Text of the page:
The difference between what society considers outgoing and social butterfly is that when it comes to my conversations, I don’t just have them randomly. I don’t just start talking about subjects that don’t matter and run my mouth like a rat on a wheel. When I say something, I want it to be meaningful. Not a pile of gibberish that is spoken just to hear what my voice sounds like. I know what it sounds like. I’ve had this voice for twenty-three years.

So this week’s poem isn’t about love or lust or envy. It isn’t about my faith nor heartbreak. This week’s poem is about exactly what I’m talking about. It’s a poem I wrote recently when this subject started to matter to me. I can’t stand stereotypes, nor can I stand someone judging another person when they don’t even know them.

Don’t mistake my quiet voice,
Or my silence as fear.
I’m not afraid of sound,
Nor am I afraid of people.
It isn’t fear that silences me.
It isn’t people that quiet me.
I’m not shy nor am I timid.
I’m my own person
Who just so happens to not say much.
Not because I’m choking on my words.
Not because my heart is beating out my chest.
But because I’m choosing not to.
I say only what I want to say.
And that’s good enough for me.

– If there’s anything that I want people to remember, it’s that I had a lot to say in so little words.

Picture via thevitalounge.net

I Don’t Believe You


There is a beauty in simple, yet mind-blowing poetry. When most people think of poetry they look to Emily Dickenson or William Shakespeare. They think of that as what poetry is and if they write anything it’s terrible. Nothing anyone writes can meet the standards of those poets.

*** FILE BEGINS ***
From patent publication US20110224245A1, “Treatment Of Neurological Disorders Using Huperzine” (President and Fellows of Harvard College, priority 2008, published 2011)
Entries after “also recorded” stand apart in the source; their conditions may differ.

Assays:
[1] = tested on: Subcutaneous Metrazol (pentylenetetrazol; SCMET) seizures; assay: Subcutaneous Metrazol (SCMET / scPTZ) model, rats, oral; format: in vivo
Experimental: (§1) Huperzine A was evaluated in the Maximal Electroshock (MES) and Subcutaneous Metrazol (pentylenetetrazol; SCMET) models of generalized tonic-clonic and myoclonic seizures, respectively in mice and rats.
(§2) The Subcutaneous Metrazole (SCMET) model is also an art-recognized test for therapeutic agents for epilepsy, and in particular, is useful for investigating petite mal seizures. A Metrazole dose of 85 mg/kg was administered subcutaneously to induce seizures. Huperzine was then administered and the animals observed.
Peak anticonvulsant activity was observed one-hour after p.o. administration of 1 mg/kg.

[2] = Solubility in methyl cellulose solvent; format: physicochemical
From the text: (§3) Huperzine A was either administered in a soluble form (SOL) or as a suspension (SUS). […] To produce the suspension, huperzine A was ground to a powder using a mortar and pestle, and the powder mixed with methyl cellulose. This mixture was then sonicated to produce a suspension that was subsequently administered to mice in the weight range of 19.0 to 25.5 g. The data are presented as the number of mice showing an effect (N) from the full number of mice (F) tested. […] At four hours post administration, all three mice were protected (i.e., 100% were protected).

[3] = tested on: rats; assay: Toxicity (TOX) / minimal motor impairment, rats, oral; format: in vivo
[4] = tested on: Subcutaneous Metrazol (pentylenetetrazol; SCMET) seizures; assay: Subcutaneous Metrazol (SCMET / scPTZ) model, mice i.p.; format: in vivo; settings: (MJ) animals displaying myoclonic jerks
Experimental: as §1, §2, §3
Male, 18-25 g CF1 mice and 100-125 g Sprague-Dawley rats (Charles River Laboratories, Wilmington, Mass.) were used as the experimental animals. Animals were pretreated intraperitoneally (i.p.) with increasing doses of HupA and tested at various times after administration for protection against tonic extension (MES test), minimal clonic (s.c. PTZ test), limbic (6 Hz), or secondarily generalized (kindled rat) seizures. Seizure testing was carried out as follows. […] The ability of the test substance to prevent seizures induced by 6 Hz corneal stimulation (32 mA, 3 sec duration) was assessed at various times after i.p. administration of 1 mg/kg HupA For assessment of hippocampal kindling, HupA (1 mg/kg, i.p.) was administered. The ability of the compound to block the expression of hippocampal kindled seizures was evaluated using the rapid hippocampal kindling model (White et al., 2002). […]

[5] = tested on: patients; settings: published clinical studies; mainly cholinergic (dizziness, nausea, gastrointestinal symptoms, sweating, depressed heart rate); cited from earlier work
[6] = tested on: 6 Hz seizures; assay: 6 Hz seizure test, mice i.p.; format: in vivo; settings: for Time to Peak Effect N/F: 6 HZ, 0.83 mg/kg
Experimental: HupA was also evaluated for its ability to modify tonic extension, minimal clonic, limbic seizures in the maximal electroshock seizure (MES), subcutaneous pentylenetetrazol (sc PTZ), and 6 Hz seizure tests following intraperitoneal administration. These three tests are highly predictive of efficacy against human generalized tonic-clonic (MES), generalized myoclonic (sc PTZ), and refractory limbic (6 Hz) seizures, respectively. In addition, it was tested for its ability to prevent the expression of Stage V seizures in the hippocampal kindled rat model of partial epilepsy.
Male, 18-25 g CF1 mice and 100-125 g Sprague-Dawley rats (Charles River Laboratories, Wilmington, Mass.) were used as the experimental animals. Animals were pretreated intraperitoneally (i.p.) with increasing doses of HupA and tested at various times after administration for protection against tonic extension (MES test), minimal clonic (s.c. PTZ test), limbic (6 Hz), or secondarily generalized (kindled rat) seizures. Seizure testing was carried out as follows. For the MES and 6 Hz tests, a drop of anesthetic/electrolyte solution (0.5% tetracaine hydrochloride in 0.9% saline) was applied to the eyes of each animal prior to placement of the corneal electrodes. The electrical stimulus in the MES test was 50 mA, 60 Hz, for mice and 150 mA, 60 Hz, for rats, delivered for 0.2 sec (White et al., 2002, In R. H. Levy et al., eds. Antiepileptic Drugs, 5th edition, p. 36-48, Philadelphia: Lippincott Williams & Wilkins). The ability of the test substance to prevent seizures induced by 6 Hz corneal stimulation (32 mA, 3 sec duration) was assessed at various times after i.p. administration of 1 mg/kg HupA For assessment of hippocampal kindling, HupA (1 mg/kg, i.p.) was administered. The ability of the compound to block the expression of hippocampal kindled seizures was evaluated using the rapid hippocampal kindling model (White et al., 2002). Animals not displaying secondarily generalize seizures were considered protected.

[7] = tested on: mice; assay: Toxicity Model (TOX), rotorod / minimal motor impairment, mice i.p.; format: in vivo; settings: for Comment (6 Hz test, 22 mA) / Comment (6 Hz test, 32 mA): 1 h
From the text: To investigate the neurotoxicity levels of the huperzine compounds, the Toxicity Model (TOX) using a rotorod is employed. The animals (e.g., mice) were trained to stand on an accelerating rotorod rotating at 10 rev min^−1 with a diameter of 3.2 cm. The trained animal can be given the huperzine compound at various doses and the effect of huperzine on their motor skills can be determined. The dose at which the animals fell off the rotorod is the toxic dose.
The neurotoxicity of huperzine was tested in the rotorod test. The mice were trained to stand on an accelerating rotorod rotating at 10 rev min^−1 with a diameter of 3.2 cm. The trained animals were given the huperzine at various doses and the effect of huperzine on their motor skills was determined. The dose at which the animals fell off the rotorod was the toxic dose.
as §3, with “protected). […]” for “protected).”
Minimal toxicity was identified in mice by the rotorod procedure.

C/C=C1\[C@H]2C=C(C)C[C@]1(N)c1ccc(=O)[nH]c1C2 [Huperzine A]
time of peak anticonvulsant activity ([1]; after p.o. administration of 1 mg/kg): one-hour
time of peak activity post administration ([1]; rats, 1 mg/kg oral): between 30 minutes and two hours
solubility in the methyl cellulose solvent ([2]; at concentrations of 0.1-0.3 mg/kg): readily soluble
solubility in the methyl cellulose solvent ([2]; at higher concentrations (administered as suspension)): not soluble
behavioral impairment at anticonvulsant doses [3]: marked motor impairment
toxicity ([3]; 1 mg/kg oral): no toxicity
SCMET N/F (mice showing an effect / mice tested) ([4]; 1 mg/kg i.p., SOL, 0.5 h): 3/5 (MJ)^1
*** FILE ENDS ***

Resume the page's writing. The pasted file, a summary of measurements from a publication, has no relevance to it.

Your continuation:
However, no one should think that way. While their writing is amazing, so is the poetry that gets written today. Poetry is the thoughts and feelings written about experiences you go through. I used to look at my poetry and think it was garbage. I tried to write like other people whom I thought were the best. Then I cut that out of my life. For a world that strives on being different from everyone else, we sure do like to compare ourselves and try to be like others.

When I started writing my poetry again I began to remind myself not to compare it to other writers. These were my thoughts and feelings. This was my way of expressing myself, coping with my reality, and potentially helping others do the same. Sometimes my poems would be long and other times they’ be shorter. Then there were moments where I only wrote one sentence down and that was enough to change my entire outlook on life.

It’s in those times that we read something or hear it in a song that we go, “Wow that so fits right now.” Then it’s almost like our world opened up to something completely new. I decided to share one of those poems this week. One that is extremely short, but says a lot in just a few words.

I’ve gone through many experiences. Dealing with people is usually the cause. I talk a lot about forgiveness and forgetting. I’ve grown up hearing the term, “Forgive and forget.” I hate it. This phrase teaches people who when you forgive someone, you’re supposed to forget it ever happened. That isn’t real. You can’t just forget what they did, how they did it, or who they did it with.